Thursday, May 25, 2023

There is No Historical Precedent for Prioritization in a Debt Ceiling Crisis

 by Neil H. Buchanan and Michael C. Dorf

Conor Clarke, who will shortly begin his appointment as a faculty member at the Washington University School of Law (and whom we shall accordingly, albeit slightly prematurely, refer to as Professor Clarke) recently posted on SSRN a fascinating draft article titled The Debt Limit. In it, he traces the history of the current debt ceiling statute to origins that long pre-date what is often said to be the first debt ceiling statute in 1917. As he explains, the original purpose of the debt ceiling statute currently codified at 31 U.S.C. § 3101 had nothing to do with fiscal restraint, as Republicans now claim for the current version.

Rather, in prior years Congress had not enacted a general authorization for the Treasury to borrow money, instead passing borrowing authorizations to accompany specific appropriations bills. The debt ceiling statute, Prof Clarke says, was part of a legislative package that obviated the need for new borrowing authority. It was intended to expand, not restrict, the government's ability to borrow. In the current era, he concludes, it serves no useful purpose and therefore should be repealed. Needless to say (because we've said it many times before), we agree with that conclusion.

Despite sharing our policy views about the debt ceiling, Prof Clarke disagrees with our analysis of the situation the President would face (quite possibly within a week) should Congress fail to raise the debt ceiling sufficiently to cover the gap between tax revenues and appropriations. His chief argument is rooted in historical practice.

In The Debt Limit, Prof Clarke recounts a great many interesting details about the pre-1917 experience. He summarizes some of them in a recent essay on The Volokh Conspiracy, where he also links to  popularizations of academic writing and promises additional efforts along those lines for broader public consumption. Both the longer article and the short summary on Volokh endorse what we have called the conventional wisdom: in a debt ceiling crisis, the President should prioritize some appropriations over others, paying bondholders before everyone else and then making discretionary judgments about which bills to pay (and when and to what extent) from the leftover funds on hand. He rejects our view that the exercise of such enormous executive discretion without clear congressional authorization or any statutory guidance would be a much worse usurpation of legislative power than would be simply issuing bonds in excess of the debt ceiling. As Prof Clarke says on Volokh, we "get it wrong on the constitutional 'trilemma.'"

Why? Perhaps Prof Clarke has been holding in reserve a secret killer argument to show how and where we are wrong. However, as we explain below, what he has written so far provides no grounds at all for thinking we're wrong and arguably even reinforces our position.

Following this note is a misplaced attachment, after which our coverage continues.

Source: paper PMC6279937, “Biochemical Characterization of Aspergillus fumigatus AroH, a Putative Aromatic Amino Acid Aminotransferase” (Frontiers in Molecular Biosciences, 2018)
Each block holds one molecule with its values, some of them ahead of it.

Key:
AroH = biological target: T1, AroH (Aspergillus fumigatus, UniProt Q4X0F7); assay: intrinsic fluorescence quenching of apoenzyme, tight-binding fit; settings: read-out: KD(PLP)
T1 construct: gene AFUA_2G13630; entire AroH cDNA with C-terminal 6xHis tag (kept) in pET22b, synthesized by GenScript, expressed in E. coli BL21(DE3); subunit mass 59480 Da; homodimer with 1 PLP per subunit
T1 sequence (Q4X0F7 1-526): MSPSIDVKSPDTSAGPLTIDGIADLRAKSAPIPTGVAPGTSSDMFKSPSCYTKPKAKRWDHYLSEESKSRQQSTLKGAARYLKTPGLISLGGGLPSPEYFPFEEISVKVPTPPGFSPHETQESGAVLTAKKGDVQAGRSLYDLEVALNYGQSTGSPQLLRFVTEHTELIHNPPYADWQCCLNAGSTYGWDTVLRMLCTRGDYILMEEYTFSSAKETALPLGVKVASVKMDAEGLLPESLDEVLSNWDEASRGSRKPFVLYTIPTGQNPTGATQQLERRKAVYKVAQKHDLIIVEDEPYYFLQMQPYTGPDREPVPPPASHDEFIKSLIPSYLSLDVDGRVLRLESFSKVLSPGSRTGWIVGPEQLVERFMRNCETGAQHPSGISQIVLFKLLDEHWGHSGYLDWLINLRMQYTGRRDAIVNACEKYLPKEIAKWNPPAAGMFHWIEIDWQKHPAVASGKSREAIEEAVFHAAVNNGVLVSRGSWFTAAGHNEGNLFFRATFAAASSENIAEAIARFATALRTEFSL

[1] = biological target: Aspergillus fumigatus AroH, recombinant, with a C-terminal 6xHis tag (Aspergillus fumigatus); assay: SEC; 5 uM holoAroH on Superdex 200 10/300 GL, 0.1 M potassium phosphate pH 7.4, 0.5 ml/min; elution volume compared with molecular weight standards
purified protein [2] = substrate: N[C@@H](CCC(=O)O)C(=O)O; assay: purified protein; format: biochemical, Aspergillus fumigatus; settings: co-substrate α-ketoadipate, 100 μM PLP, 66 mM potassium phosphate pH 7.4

As we said, the main value added of the Clarke article concerns historical practice. But Prof Clarke also makes an important point regarding accounting with which we want to start. He says that tax revenues will be more than sufficient to cover debt service, even if the government runs out of borrowing authority due to hitting the debt ceiling. Thus, he says, there's no real risk of default--in the sense of the government failing to pay principal and interest owed to lenders on time and in full. We agree with that factual claim about government revenues, as far as it goes, but we don't think it goes very far.

Let's begin with Section 4 of the Fourteenth Amendment. It doesn't use the word "default." It says: "The validity of the public debt of the United States, authorized by law, including debts incurred for payment of pensions and bounties for services in suppressing insurrection or rebellion, shall not be questioned." Putting aside the matter of what it means to "question" the validity of the public debt, Prof Clarke's argument has bite against the Fourteenth Amendment proposition only if one takes a very narrow view of what constitutes "debt." The only case on the subject, Perry v. United States, gestures towards a pretty broad definition, but perhaps there are grounds for thinking "public debt" includes only debt to lenders and not debt to contractors, employees, and others, much less money appropriated for benefits programs. Yet the history of public finance that Prof Clarke recounts sheds little light on the original public (or contemporary) meaning of "public debt" as used in the Fourteenth Amendment.

Nonetheless, and purely for the sake of argument, let's assume that Prof Clarke is right that tax revenues suffice to cover whatever government bills come due that constitute "debt" within the meaning of the Fourteenth Amendment. If so, then he has shown why there is a version of prioritization that would allow the President to pay everyone who is owed money that counts as such debt in full and on time through incoming tax revenues, without the need to borrow in excess of the debt ceiling. Even so, that conclusion does not cast any doubt on the Buchanan/Dorf trilemma argument.